The early stage fintechs from this year’s ICBA ThinkTECH Accelerator have a message for community bankers: Together, there’s no innovation or technology that isn’t possible with the right strategy in place. We asked the accelerator alumni to share their thoughts on what you need to know about fintech—and how to best work with companies like theirs.
By Eric Best
Earlier this year, nine startups joined ICBA and community bankers from across the country for a 12-week boot camp as part of ICBA ThinkTECH Accelerator 2.0. Now in its second year, the program brings together promising fintechs and community bankers for in-depth conversations about the solutions the industry needs to move forward.
These fintechs’ specialties run the gamut of community banking, from growing deposits to fraud protection and financial wellness. Their perspectives on the industry also shed light on what’s ahead for community banks and how they can best prepare for it. They see an industry on the cusp of adopting data-driven digital tools to outperform the competition and further strengthen the customer relationships at the core of community banks.
Big data means big value
To fintechs, data is like digital gold. And community banks generate a lot of it. They’re sitting on years and years of institutional data, but many don’t know what to do with it. Some even see data management as a chore, as it takes work and money to keep it safeguarded. In the coming years, fintechs suggest that outlook will change. As Yogesh Pandit, CEO of Hexanika in New York City, says, “Data is the new oil.
“As we spoke to more community banks, we realized that data has not been considered a key asset. In fact, community banks consider it a liability,” says Pandit, whose company offers software that automates end-to-end data management and compliance. “It’s important that banks understand the power of data and how it can help them further strengthen relationships with their customers, which is their true strength.”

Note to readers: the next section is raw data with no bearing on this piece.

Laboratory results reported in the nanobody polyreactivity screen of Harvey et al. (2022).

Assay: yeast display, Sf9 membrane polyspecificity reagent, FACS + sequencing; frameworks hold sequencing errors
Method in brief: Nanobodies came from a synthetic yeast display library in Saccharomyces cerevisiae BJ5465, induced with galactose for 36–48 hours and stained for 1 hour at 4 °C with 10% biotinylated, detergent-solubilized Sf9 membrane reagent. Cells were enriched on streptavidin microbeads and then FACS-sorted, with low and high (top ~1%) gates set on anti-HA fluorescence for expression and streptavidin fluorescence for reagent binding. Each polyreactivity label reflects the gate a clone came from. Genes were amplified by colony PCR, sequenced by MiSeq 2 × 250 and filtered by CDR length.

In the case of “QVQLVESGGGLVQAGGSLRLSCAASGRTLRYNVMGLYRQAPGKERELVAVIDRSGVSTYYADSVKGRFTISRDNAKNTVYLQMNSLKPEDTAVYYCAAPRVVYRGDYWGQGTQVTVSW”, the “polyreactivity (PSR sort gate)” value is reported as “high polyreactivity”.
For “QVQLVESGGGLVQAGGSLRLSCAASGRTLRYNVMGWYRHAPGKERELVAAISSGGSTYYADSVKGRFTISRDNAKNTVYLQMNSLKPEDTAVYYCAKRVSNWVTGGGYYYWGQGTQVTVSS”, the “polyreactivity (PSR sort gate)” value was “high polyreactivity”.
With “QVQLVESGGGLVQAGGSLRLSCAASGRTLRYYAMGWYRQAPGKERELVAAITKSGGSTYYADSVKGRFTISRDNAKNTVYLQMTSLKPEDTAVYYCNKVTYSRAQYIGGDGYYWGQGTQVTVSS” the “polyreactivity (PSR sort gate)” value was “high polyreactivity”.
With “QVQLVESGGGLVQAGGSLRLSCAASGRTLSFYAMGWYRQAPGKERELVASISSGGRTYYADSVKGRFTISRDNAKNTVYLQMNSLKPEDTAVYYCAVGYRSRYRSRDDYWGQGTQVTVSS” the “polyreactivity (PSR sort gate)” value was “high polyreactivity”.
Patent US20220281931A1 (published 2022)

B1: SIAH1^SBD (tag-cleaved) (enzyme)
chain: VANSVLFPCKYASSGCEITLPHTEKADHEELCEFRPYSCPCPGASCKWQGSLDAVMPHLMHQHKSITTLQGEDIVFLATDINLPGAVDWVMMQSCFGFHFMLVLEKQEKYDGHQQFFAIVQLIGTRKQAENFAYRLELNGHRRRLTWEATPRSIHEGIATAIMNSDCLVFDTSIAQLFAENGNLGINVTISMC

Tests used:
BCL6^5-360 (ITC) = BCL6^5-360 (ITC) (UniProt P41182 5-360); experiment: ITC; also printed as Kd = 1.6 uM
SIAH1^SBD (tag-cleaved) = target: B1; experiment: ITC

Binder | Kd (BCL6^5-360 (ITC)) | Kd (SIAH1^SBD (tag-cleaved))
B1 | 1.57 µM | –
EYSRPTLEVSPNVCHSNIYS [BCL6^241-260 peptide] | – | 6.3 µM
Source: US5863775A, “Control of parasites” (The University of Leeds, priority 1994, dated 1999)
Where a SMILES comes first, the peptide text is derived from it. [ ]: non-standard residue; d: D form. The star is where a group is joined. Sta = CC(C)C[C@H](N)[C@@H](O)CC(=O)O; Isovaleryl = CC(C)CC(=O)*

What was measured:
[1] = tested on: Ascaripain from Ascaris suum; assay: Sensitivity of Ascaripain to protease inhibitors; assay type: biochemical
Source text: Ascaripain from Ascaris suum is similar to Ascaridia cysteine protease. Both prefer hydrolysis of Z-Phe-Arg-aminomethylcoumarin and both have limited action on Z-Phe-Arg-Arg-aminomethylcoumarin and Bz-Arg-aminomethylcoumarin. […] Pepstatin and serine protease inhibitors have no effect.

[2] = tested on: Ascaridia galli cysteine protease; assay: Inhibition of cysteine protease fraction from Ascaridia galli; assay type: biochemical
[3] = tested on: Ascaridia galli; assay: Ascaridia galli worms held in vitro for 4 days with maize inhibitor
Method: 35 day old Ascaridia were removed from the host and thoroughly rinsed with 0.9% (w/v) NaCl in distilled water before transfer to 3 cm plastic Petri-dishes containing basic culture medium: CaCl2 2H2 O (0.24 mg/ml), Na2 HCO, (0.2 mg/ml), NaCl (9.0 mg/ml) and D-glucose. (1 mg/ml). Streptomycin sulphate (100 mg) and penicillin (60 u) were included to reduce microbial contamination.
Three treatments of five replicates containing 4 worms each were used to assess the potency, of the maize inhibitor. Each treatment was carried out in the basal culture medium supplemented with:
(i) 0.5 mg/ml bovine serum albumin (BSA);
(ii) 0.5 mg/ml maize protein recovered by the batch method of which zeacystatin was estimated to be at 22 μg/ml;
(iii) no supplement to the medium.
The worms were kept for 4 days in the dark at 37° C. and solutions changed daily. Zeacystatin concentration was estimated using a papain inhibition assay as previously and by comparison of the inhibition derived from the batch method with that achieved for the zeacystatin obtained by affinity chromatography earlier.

“It’s important that banks understand the power of data and how it can help them further strengthen relationships with their customer, which is their true strength.”
—Yogesh Pandit, Hexanika
The reason data is so valuable to both fintechs and community banks is that they can use it to better understand who their existing or potential customers are and, ultimately, drive revenue. It can tell them what kind of purchases customers make or may be about to make, or the risks of offering them a loan, which can help acquisition, deposits and decision-making. Data connects the dots. “Banks can know more about their own customer by linking data among different products,” Pandit says.
The problem for many community banks is that their data is often siloed and in unnavigable formats. Usually, it’s generated as the bank’s core system processes loans, deposits and other services, including debit card systems, digital banking applications, bill pay and much more. Some community banks, depending on size, could have hundreds of data sources.
So, how do banks access and then connect all this information? And, then, how can they be sure it’s not full of duplicate or superfluous data? Fintechs say that’s where they can help, with easy-to-navigate dashboards, better-connected products and more.
“The first thing you hear from [community bankers], is that, ‘We know we have a data problem … yet, I can’t seem to get access to it, and once I do, I don’t know what to do with it,’” says Keith Henkel, founder and CEO of FI Works in Little Rock, Ark., a customer relationship management (CRM) provider. “The thing that I think more and more community bankers are realizing is that [the data problem] is a roadblock to doing a lot of things.”
“The thing that I think more and more community bankers are realizing is that [the data problem] is a roadblock to doing a lot of things.”
—Keith Henkel, FI Works
Once they’ve begun to take advantage of their data, community bankers may wonder how to make best use of it. Artificial intelligence (AI), or machine learning, is one answer, and the technology is at the core of many ThinkTECH Accelerator 2.0 finalists’ solutions. Their software is increasingly relying on the collective data of community banks and other financial institutions to improve efficiency and more. AI is no longer science fiction for banks of any size.
Take Fraud.net for example. The global fraud detection company in New York City mines bank data and continuously feeds it into its security tools to catch ever-evolving risk threats that a static platform may not be able to detect.
“[AI and machine learning are] behind chatbots, credit decisioning, lending and, obviously, fraud detection, to name a few,” says Kevin Shine, vice president of sales and partnerships at Fraud.net. “Fraud detection is a data game. The more data we can consume and decision in real time, the better the outcomes we can deliver to our clients and their customers.”